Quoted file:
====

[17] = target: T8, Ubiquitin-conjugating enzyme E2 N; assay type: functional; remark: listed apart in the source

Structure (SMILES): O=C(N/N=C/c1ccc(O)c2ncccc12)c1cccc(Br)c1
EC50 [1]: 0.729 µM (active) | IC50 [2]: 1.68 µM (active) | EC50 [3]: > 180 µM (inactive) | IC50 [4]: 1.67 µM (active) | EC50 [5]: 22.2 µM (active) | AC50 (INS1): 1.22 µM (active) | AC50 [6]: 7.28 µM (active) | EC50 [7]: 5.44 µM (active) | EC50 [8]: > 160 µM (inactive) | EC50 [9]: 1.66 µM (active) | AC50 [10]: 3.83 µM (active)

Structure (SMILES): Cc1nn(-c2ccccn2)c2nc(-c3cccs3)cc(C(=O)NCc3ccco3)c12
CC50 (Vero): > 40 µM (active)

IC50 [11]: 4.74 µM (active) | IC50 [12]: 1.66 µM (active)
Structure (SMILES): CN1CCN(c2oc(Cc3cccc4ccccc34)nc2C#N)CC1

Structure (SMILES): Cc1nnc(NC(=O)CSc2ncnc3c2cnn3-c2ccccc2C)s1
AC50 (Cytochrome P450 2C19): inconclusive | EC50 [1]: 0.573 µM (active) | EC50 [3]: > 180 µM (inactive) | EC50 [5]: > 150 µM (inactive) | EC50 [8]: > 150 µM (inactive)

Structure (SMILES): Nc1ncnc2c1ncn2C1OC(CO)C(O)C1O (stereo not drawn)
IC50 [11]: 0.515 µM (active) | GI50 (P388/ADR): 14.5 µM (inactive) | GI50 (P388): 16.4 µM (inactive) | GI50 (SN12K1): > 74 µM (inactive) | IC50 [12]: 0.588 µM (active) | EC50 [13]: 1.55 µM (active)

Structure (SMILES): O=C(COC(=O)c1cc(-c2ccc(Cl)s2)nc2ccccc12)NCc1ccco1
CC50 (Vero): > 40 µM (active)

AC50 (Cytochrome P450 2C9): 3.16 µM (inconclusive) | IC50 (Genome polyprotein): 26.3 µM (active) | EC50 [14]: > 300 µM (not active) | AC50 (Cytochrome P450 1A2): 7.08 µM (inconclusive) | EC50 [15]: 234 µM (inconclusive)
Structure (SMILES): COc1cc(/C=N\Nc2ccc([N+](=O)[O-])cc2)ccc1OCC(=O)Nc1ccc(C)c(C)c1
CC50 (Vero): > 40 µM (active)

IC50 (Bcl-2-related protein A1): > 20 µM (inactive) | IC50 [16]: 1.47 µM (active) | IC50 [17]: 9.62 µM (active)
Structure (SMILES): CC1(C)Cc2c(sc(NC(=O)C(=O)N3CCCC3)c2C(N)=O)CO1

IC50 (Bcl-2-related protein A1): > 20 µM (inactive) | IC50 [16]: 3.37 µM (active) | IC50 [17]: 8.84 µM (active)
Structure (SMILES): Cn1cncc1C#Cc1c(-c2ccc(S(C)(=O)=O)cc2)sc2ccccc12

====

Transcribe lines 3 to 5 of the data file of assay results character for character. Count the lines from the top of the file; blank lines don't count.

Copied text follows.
EC50 [1]: 0.729 µM (active) | IC50 [2]: 1.68 µM (active) | EC50 [3]: > 180 µM (inactive) | IC50 [4]: 1.67 µM (active) | EC50 [5]: 22.2 µM (active) | AC50 (INS1): 1.22 µM (active) | AC50 [6]: 7.28 µM (active) | EC50 [7]: 5.44 µM (active) | EC50 [8]: > 160 µM (inactive) | EC50 [9]: 1.66 µM (active) | AC50 [10]: 3.83 µM (active)

Structure (SMILES): Cc1nn(-c2ccccn2)c2nc(-c3cccs3)cc(C(=O)NCc3ccco3)c12
CC50 (Vero): > 40 µM (active)